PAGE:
Through the self-help group (SHG) that’s part of the watershed initiative, Hari Bai availed a loan of Rs 2,000 (US$ 32) in 2010, to buy her first goat. She now has ten goats. The SHG also brought out the leader in her – she is the president of Shiv SHG in Siyalwada village.
Year 2014 was a difficult one for 58-year-old Hari Bai. The monsoon failed – the rains were much lower than normal in her village Siyalwada – a tiny hamlet on the forest edge in the state of Madhya Pradesh, India. Though the rainwater harvesting pond that she shares with a neighboring farmer provided some relief, her rice harvest was not as abundant as the previous year.
Of rice prices and politics
Hari Bai and her husband Dhanraj Singh, harvesting rice on their field. Photo: V Nagasrinivas Reddy
To add to her woes, the market price for rice had gone down. The previous year she was able to sell rice at a better price for ‘political’ reasons – the Legislative Assembly elections were due and local politicians saw to it that the farmers received a better deal in the market place. But this year she has no hope of securing the same price for her grain. And she has a huge family of nine members to feed.
In spite of this, Hari Bai hasn’t lost her smile. The holistic approach of the Padarlya-Siyalwada Model Watershed project has helped her face the situation with confidence. The Self-Help Groups are an important component of the watershed project helping educate the women on farming practices and financially empowering them by providing loans for income-generating activities.
Hari Bai has attended the nutrient management and water use efficiency trainings that were conducted as part of the SHG activities, and apart from rice she has been successfully growing wheat, chickpea, red lentils and the Asha (ICRISAT) variety of pigeonpea on her 7-acre (2.83 hectares) farm. What more! She also has her goats to fall back on in bad times! Besides loaning her the money to buy her first goat, the SHG also brought out the leader in her – she is the president of Shiv SHG.
The power of SHG
SGH Meeting. Photo: V Nagasrinivas Reddy
Recalling her first interaction with the field workers from BYPASS trying to start an SHG, Hari Bai says, “At first we were afraid of these new people. We never used to talk to them but they persisted. Fifteen of us formed a group. We started saving Rs 20 (US$ 0.32) a month and met every fortnight. I was asked to lead the group as I talk to everybody and explain things to everyone.”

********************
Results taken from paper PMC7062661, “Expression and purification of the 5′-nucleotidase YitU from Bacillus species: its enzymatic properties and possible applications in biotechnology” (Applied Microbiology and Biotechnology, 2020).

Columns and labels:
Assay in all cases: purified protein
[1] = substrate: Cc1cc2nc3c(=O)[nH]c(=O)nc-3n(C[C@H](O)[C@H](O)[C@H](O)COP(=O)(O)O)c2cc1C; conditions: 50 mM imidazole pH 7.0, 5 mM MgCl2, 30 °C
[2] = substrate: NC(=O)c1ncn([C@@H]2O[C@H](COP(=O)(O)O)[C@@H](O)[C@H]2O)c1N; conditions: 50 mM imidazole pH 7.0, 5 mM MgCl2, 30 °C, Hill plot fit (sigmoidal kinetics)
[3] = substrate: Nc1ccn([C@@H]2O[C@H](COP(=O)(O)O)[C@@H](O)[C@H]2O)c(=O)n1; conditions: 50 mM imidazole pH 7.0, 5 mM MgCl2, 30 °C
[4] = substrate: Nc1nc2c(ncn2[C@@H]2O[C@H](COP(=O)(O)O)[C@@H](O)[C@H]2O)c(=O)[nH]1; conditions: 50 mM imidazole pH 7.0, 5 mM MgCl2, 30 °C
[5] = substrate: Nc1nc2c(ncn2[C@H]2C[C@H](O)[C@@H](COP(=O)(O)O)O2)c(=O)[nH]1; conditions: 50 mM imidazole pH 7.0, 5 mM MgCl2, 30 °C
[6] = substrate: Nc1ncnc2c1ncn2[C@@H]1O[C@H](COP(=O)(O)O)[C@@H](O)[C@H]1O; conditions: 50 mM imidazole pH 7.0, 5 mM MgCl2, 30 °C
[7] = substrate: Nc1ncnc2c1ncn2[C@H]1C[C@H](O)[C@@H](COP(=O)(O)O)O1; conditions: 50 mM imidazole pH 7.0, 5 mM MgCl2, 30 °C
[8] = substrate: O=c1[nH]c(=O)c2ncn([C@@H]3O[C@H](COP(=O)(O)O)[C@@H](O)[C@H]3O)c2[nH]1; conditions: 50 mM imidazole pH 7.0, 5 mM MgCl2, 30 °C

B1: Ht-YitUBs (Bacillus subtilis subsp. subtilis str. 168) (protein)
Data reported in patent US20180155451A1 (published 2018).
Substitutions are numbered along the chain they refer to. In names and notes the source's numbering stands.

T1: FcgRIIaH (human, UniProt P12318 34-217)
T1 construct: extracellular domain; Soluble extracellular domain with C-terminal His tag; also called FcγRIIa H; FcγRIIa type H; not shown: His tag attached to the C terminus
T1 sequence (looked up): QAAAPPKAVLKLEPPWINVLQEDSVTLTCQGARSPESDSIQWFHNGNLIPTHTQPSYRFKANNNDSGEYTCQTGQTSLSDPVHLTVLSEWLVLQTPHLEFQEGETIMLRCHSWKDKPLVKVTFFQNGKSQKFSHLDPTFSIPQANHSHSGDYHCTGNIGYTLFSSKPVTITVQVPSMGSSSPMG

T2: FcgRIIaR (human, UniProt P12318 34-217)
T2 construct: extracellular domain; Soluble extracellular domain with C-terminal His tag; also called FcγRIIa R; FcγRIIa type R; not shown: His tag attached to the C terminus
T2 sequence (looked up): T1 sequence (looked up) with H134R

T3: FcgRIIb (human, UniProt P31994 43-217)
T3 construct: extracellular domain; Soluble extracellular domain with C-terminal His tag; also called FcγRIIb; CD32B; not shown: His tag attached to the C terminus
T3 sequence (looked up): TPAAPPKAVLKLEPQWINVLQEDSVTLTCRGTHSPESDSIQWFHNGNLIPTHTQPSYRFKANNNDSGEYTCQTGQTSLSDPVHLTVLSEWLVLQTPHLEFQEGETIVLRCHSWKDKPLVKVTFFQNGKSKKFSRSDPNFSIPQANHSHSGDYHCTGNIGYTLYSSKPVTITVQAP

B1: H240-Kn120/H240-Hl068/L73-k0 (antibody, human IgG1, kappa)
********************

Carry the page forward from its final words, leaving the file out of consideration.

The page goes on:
In 2010, Hari Bai opted to avail a loan of Rs 2,000 (US$ 32). “Initially, we used to borrow money from outside the group and pay Rs 2 (US$ .03) as interest per month for every Rs 100 (US$ 1.62) we borrowed. That’s a lot of money for us. Now we borrow internally from within the group at low interest rates,” she says.
Hari Bai availed the loan but did not really know what to do with it. A couple of women joined together to start a flour mill and she too wanted to do something like that. When she discussed with her husband, he felt that it was better to buy a goat with the money.
Her goats multiply
Hari Bai takes her goats out for grazing. Photo: V Nagasrinivas Reddy
Hari Bai is glad that she heeded her husband’s advice. Her husband went to Bhilai to buy the goat – a special breed that is in demand. In a span of four years, her goats multiplied – she now has 10 goats. The goats are easy to rear she says. “You don’t have to give them fodder. You just take them out for grazing in the jungle. Get them back and tie them up. And during Eid (Muslim festival), you can sell them, sitting at home without any effort. You don’t even have to step outside. We just line them up for our Muslim brethren to pick them up. The goats get sold anywhere between Rs 5,000 (US$ 80.79) to 9,000 (US$ 145.40). At times when we need extra money in the family we can always sell a goat to meet our needs,” she explains.
Goat’s milk is good for you!
Hari Bai’ son helps her take care of the goats. Photo: V Nagasrinivas Reddy
Goat’s milk is better than cow’s milk avers Hari Bai. “We use goat’s milk for making tea, it tastes wonderful. My daughters and granddaughters drink it and stay fit. Without the milk they would be skinny. We also use goat’s milk to prepare mithai (Indian sweets) – mawa (evaporated milk), gulab jamun (fried dumplings made of flour and evaporated milk and soaked in sugar syrup), kalakand and peda (both made from evaporated milk, flour and seasoned with cardamom).
Apart from the goats, there are two cows tied up in Hari Bai’s yard. She ensures that the cows get fed, cleaned and milked. “My daughter-in-law brought the cows at the time of her marriage. We use the milk to make curd and butter. We melt the butter and use it on our rotis (flat bread),” she says.
A huge family to feed
Most of the food at Hari Bai’s home is from her fields. She makes a roti that’s a staple in her village. She mixes chickpea flour and wheat flour to make the dough and then rolls out the dough into rotis and bakes them on a wood-fired stove. The wheat and chickpea she uses are from her field and have been ground in Kaliya Bai’s flour mill (she started the mill with an SHG loan). The rotis are usually eaten with vegetables or dal (pulses such as pigeonpea).